My cover designer and I are playing around with fonts for the Talon City cover image. We’re trying to set a fairy dark tone, and I’m not sure which direction to go.
As a reader/player, which of these layouts would be your preferred one?
I don’t like the half-painted look of 2, and I feel 4 loses on not using different fonts for author and title.
I like 2 the best, but it also looks the least ‘professional’.
It just seems to fit, like it was written with talons.
@JBento yeah we’d probably tweak the author font on the last one, probably the size of the author font too. I think it’s a clean font but not super thematic.
@The_Lady_Luck I’m not sure which consideration is most important, matching the theme or overall polish. Hence, I’m asking you fine folks.
2 makes me think of a graphic novel look, maybe a bit Sin City - so I picked that one.
the author name is way too big, as big as the title. It shouldn’t be like that.
4 is boring.
3 would work but with some building in the back since the font seem inching that way.
I say 2 would be best…or 1.
#2 is far and away my favorite. It wasn’t even close, but second favorite is #1. Least favorite is #4.
And here I was leaning toward #3.
So I’m glad I posted this! Thanks to everyone who’s voted thus far!
I vote for my name to be BIGGER.
you want something like GIANT Billboard ERIC MOSER? then a tiny ‘Talon City’?
That should make your game heavier at least…
How much is Talon City size? a few MB…add the author name and we are reaching the 1Go.
Like, “Eirikr Sebastian Moiser III, Esquire”? That’s bigger.
You forgot '‘Child of X and Y, from House…Living in…Worked at…’
Liked the first and the second… font on the firat looks good and matched the cover.
The only thing that bothers me about #3 is the O being weirdly small in Talon, otherwise I like that font the best. #2 would be my second choice.
If you tweaked the size/font weight/kerning on either the title or author in #4 to make author and title more distinct, it’d be my favorite. The rest of the design has perfectly clean lines, so the clean sans serif feels the most cohesive and intentionally designed to me. It’s not as flavorful, but I don’t think that’s necessarily a bad thing — it lets the art draw all the focus.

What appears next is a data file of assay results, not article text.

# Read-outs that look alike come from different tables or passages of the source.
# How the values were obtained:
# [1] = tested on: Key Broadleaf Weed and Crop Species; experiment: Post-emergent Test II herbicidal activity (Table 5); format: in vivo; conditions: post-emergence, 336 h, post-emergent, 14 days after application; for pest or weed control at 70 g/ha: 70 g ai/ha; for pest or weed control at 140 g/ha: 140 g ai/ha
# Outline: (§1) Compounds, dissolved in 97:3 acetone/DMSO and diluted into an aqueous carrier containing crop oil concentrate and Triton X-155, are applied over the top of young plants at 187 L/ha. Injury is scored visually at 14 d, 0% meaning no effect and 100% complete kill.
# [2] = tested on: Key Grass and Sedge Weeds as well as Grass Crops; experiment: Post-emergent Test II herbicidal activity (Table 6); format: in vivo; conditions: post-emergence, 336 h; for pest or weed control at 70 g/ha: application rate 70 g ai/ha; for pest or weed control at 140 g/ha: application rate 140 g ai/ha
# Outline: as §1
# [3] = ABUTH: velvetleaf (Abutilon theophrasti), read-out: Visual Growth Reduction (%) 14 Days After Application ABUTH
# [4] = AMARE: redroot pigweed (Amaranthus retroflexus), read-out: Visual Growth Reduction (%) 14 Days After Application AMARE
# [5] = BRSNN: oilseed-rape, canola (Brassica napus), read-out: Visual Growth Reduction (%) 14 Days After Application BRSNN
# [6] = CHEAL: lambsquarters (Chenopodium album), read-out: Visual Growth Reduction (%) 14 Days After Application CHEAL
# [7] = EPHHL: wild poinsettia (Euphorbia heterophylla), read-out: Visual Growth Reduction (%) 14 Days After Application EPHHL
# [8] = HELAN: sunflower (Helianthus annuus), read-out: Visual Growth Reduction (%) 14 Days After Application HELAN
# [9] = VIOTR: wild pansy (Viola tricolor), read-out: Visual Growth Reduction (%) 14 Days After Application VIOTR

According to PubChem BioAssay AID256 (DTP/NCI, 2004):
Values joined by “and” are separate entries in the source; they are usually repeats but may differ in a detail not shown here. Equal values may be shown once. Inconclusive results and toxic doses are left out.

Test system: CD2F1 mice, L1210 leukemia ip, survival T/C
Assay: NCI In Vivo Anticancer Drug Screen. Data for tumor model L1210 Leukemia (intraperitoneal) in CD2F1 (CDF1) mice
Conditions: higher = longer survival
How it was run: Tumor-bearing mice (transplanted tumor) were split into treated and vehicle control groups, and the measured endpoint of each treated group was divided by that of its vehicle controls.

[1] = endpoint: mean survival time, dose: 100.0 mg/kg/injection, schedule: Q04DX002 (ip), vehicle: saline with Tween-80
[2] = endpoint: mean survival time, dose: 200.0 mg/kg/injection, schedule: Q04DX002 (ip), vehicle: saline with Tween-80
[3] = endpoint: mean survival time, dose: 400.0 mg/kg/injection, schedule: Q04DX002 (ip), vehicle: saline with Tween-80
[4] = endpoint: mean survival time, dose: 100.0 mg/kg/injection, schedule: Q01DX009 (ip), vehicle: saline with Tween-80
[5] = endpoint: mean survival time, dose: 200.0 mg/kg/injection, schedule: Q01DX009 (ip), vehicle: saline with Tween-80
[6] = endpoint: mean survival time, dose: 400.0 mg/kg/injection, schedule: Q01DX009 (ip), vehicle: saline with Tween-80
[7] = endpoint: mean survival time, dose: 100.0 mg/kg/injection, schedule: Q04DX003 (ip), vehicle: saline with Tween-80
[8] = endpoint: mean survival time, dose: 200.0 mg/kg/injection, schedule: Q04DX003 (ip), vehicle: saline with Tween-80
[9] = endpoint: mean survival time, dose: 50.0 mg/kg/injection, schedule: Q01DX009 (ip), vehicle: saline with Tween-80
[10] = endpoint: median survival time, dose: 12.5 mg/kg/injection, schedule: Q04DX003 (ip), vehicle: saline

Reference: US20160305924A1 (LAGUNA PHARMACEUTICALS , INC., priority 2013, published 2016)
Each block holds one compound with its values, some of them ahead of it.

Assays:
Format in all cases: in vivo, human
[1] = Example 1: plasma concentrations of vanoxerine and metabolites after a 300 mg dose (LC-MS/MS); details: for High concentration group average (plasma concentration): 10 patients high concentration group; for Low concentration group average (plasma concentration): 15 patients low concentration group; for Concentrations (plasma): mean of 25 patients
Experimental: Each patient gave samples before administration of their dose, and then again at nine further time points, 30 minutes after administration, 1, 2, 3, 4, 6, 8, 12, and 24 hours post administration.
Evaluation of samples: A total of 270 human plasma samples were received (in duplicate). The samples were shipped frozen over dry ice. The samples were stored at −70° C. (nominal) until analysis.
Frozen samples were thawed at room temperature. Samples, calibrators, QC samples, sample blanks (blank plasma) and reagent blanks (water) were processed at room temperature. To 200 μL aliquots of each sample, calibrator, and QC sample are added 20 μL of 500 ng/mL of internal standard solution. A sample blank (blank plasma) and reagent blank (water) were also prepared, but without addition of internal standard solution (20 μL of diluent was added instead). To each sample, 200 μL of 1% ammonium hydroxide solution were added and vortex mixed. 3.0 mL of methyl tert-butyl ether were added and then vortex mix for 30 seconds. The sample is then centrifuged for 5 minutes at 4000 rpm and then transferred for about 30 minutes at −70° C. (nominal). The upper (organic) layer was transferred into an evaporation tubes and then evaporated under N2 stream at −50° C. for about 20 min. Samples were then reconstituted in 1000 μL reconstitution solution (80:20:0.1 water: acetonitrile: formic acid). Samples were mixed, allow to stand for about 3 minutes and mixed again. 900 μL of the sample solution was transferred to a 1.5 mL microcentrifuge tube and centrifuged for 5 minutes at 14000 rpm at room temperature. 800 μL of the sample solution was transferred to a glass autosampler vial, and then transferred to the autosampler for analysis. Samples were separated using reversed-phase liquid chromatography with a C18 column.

#1 feels inescapably superhero-y to me. Between the comic book font, the very superhero comic book looking owl, the title being ____ City, and your name — I think a new or casual viewer is going go, “that’s a game about superheroes/Eric Moser wrote a new game about superheroes”. None of that is to say it’s a bad design, but I think it’s more likely than the others to confuse and disappoint people looking for superhero games.
#3 is my least favorite for your purposes — the font has a quirky/cutesy/hand-lettered feel that’s great for a craft beer label or a children’s picture book, but doesn’t (IMO) sell dark.
#2 definitely wins in the flavor category. Chicken Scratch is the perfect font for a game about birds. But I do agree it looks the least cohesive/professionally designed. The artwork has very clean, minimal lines and the font doesn’t, making it look a little out of place.
It’s also a free and very recognizable font. (Recognizable meaning once you learn to identify it, you can correctly identify it every time it shows up.) I personally don’t think that would ever be an issue, but high accessibility + high recognition can lead to fonts feeling overused, becoming oversaturated in a marketplace (e.g., self-published Kindle books), or taking on associations of their own, the way Impact has become the meme font and Papyrus and Comic Sans have become the “graphic design is my passion” fonts.
Again, I don’t think it’d be an issue, but I just wanted to mention it. Chicken Scratch AOE is a great font and #2 is my second-favorite cover.
Seconded. A name like Talon City just demands a slashy sort of font. 4 looks like it should be the sign for a trendy craft brewery where everything costs $13. No thanks. #3 just seems like it might have been written in crayon, and #1 is probably my runner-up. Still, definitely #2. The people have spoken.
I also prefer #2. Although I think the spacing between T, A, and L is a little strange, and the A looks a bit small compared to the other letters. That might be a quirk of the font itself.
As for the others, #3 is clean and looks distinctive, and I like the way the font is aligned in #4 (i.e. the author’s name is aligned right).
Yep I am going with the majority here for sure. It wasn’t my first pick, but my preferences don’t really matter. I think this is the sort of thing you ask folks “which do you like best?” and then you just go with it.
#2 looks pretty cool in my opinion. Gives off a vibe that just fits.